I grew up landlocked. In Minnesota. Surrounded by water - most of which was frozen for long stretches of each year. I was lucky: my parents loved Hawaii. So I got to go there a handful of times. Vacations were typically someplace that was warmer than MN, which was not often difficult to achieve. But, until three years ago, I had never been on a cruise ship. I suppose I had a common perception of cruising: old people, shuffleboard, iffy food, Gopher, Isaac, and Doc. Not my bag. Plus, you're confined within a ship. I've never felt really comfortable on a boat. I've canoed all over the BWCA and the southern Quetico. But I was like Hoops in One Crazy Summer - just waiting for Demi Moore to come into my life and [EDITED FOR APPROPRIATENESS].
But then I married a Disney fan. And then we had two daughters, each of whom contracted the Disney disease like their mother. And we started spending our vacations in... Orlando. All of them. It may be called the Happiest Place on Earth, but it's really the Bataan Death March of family vacations. My wonderful wife, however, was reluctant to give up the Disney ghost altogether. But I needed a break from the Magic Kingdom. We had heard about Disney cruises from some other people with our approximate family dynamic. So we gave it a try. That was 2014.
We have now been on four cruises, have booked a fifth for next summer, and *may* surprise the kids with a sixth this November. We've done three Disney cruises and one Royal Caribbean cruise. We are, in other words, in.
I've been thinking about what it is that I like about cruising. Because I definitely like it. I like the efficiency. On our last cruise, we started in Florida, made stops in Haiti, Jamaica, and Mexico, before returning to Florida. But we didn't have to pack up our shit, much less get in a car, on a train, on a plane, etc, once from embarkation to disembarkation. Especially with kids, not having to pack all your stuff up every night, or every other night, is huge. And then traveling is tiring, and stressful, and a pain in the ass. Getting on and off a cruise ship at a port of call is easy.
I like how much you get for the one price. Maybe it's not materially cheaper than a land-based vacation, all in, but it's not materially more expensive, either. And not having to worry about paying for meals and entertainment a la carte also lends itself to a low-stress environment - which is a good thing when you're on vacation, no?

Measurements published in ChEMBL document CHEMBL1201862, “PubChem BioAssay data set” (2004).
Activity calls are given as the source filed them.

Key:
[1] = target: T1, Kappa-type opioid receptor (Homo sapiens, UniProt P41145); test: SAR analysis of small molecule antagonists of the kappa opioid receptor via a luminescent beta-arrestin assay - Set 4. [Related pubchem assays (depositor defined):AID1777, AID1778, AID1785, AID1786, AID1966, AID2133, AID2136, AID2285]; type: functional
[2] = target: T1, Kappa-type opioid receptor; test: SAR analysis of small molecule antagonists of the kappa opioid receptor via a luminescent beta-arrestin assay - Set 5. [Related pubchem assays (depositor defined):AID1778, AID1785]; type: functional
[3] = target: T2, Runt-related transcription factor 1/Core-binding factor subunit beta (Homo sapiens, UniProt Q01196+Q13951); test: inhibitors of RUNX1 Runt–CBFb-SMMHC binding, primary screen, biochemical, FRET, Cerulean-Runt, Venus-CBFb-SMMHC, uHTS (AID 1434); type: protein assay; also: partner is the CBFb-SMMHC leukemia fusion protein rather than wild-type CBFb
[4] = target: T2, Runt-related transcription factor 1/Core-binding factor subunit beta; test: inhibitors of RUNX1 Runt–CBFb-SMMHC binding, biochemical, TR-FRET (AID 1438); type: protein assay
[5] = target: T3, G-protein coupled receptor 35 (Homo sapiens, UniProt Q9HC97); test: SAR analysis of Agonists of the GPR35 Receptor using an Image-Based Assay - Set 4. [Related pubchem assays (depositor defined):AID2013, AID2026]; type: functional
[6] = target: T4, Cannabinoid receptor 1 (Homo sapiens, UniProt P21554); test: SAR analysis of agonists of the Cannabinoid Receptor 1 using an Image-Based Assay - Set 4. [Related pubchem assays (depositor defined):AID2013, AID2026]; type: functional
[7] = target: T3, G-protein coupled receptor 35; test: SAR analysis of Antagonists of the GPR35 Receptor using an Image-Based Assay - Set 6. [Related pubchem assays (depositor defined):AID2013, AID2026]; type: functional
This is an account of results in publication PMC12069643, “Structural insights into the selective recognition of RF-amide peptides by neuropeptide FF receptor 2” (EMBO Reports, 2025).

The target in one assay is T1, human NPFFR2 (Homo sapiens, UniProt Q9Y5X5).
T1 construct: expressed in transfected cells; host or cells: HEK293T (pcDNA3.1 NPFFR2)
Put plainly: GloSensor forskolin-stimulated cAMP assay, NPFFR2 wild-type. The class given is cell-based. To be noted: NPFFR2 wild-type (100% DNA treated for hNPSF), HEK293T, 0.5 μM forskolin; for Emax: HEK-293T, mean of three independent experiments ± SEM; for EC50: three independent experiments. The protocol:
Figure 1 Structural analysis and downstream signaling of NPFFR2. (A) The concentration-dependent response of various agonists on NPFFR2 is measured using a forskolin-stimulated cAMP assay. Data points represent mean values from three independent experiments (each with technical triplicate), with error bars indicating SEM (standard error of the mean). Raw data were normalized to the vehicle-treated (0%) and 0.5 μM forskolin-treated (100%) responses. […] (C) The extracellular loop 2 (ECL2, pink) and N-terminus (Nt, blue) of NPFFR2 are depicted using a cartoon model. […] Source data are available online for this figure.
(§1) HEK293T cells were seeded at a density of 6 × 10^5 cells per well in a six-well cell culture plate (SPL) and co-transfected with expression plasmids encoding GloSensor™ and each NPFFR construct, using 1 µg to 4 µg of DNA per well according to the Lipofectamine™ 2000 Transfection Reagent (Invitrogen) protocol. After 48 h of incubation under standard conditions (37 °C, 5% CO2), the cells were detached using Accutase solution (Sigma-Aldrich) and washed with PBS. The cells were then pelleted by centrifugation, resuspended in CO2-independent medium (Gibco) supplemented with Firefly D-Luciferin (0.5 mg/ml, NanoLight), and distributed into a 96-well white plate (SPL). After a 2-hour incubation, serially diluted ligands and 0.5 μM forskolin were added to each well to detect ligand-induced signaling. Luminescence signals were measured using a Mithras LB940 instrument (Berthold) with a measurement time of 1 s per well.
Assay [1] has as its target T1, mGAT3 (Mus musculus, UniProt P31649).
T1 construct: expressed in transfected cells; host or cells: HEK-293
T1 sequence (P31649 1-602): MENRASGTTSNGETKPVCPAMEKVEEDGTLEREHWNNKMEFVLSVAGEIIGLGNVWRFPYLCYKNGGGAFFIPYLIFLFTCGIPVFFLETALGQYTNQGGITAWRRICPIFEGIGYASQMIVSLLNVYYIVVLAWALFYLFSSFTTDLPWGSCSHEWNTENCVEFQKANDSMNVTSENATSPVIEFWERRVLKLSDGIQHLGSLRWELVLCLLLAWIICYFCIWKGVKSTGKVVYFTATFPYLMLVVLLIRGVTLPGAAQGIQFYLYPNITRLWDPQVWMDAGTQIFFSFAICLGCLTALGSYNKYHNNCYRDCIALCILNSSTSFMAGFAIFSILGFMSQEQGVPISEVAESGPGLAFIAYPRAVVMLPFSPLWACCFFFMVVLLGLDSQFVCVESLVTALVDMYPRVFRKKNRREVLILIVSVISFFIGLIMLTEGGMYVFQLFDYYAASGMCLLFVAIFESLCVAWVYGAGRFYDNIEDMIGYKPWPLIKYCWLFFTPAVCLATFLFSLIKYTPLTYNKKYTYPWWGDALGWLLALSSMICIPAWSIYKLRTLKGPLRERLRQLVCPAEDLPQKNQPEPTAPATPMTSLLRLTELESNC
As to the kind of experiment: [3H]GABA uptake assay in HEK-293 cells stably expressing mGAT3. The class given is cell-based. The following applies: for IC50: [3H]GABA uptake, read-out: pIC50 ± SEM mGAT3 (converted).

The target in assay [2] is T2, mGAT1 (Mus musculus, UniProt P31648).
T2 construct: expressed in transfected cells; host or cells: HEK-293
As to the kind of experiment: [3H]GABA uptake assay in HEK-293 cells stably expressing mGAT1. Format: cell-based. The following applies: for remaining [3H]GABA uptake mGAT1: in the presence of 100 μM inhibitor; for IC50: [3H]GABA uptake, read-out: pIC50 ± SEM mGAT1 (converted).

I like that, as opposed to the HPOE, your kids aren't tethered to you the whole time. As our kids have grown up over the past four years, they've earned more and more independence on board. We don't look at a cruise ship as a massive floating babysitter. But when our kids want to go check out the kids club, or a karaoke thing, that allows us to do something that we want to do. You get that flexibility at a much younger age on a cruise ship than you would at the HPOE. That's why it feels so much more like a vacation for everyone.
We have only had positive experiences with dining on our four cruises. Is the food outstanding? No. But it's not gross, either. And we've learned that cruises that embark out of a U.S. port must adhere to USFDA regulations, to the extent that they cannot even take on additional provisions at a non-U.S. port. We have also found our service teams to be professional, proficient, and charming and engaging. Look, are there slobs gorging themselves on cruise ships? Of course there are. Are there drunken idiots making asses of themselves on cruise ships? Definitely. But there are slobs and drunks at every other vacation spot I've been to - including the HPOE. There is probably a Xanadu of vacation perfection that is free of that kind of Tom Foolery, somewhere on the planet. But does it have twin FlowRider simulators, 25 places to eat, and a zip line on board?
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